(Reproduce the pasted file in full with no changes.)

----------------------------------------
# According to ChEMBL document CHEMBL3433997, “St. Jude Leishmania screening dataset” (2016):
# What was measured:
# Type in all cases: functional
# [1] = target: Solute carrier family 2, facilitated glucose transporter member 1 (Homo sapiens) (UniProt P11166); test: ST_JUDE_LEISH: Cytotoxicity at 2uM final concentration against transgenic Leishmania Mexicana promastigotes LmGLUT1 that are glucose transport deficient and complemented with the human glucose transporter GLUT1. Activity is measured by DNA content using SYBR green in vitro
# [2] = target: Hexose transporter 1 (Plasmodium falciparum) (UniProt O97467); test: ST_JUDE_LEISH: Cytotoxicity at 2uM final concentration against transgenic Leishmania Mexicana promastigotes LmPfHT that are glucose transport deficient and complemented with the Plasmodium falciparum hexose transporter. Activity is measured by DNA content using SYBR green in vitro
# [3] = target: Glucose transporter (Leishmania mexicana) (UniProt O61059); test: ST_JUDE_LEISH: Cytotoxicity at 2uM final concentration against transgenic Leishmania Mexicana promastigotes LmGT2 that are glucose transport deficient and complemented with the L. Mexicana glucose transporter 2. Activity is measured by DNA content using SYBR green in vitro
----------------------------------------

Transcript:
# According to ChEMBL document CHEMBL3433997, “St. Jude Leishmania screening dataset” (2016):
# What was measured:
# Type in all cases: functional
# [1] = target: Solute carrier family 2, facilitated glucose transporter member 1 (Homo sapiens) (UniProt P11166); test: ST_JUDE_LEISH: Cytotoxicity at 2uM final concentration against transgenic Leishmania Mexicana promastigotes LmGLUT1 that are glucose transport deficient and complemented with the human glucose transporter GLUT1. Activity is measured by DNA content using SYBR green in vitro
# [2] = target: Hexose transporter 1 (Plasmodium falciparum) (UniProt O97467); test: ST_JUDE_LEISH: Cytotoxicity at 2uM final concentration against transgenic Leishmania Mexicana promastigotes LmPfHT that are glucose transport deficient and complemented with the Plasmodium falciparum hexose transporter. Activity is measured by DNA content using SYBR green in vitro
# [3] = target: Glucose transporter (Leishmania mexicana) (UniProt O61059); test: ST_JUDE_LEISH: Cytotoxicity at 2uM final concentration against transgenic Leishmania Mexicana promastigotes LmGT2 that are glucose transport deficient and complemented with the L. Mexicana glucose transporter 2. Activity is measured by DNA content using SYBR green in vitro